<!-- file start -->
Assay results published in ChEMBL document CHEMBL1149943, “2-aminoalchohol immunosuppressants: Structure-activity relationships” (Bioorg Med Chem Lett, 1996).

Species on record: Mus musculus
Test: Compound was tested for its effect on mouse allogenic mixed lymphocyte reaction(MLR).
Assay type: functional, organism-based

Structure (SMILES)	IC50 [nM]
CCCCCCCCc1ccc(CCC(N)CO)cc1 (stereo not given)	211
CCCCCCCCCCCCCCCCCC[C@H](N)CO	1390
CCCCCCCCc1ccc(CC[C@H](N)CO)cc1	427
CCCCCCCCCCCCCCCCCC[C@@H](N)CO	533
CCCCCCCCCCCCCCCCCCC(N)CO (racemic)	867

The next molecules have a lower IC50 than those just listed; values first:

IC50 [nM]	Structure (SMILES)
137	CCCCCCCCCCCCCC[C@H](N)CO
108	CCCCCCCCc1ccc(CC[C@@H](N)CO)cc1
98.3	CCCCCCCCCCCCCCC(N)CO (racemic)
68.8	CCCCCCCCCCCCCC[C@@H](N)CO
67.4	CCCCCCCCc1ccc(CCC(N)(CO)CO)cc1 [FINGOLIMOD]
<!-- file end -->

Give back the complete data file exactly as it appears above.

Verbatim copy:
Assay results published in ChEMBL document CHEMBL1149943, “2-aminoalchohol immunosuppressants: Structure-activity relationships” (Bioorg Med Chem Lett, 1996).

Species on record: Mus musculus
Test: Compound was tested for its effect on mouse allogenic mixed lymphocyte reaction(MLR).
Assay type: functional, organism-based

Structure (SMILES)	IC50 [nM]
CCCCCCCCc1ccc(CCC(N)CO)cc1 (stereo not given)	211
CCCCCCCCCCCCCCCCCC[C@H](N)CO	1390
CCCCCCCCc1ccc(CC[C@H](N)CO)cc1	427
CCCCCCCCCCCCCCCCCC[C@@H](N)CO	533
CCCCCCCCCCCCCCCCCCC(N)CO (racemic)	867

The next molecules have a lower IC50 than those just listed; values first:

IC50 [nM]	Structure (SMILES)
137	CCCCCCCCCCCCCC[C@H](N)CO
108	CCCCCCCCc1ccc(CC[C@@H](N)CO)cc1
98.3	CCCCCCCCCCCCCCC(N)CO (racemic)
68.8	CCCCCCCCCCCCCC[C@@H](N)CO
67.4	CCCCCCCCc1ccc(CCC(N)(CO)CO)cc1 [FINGOLIMOD]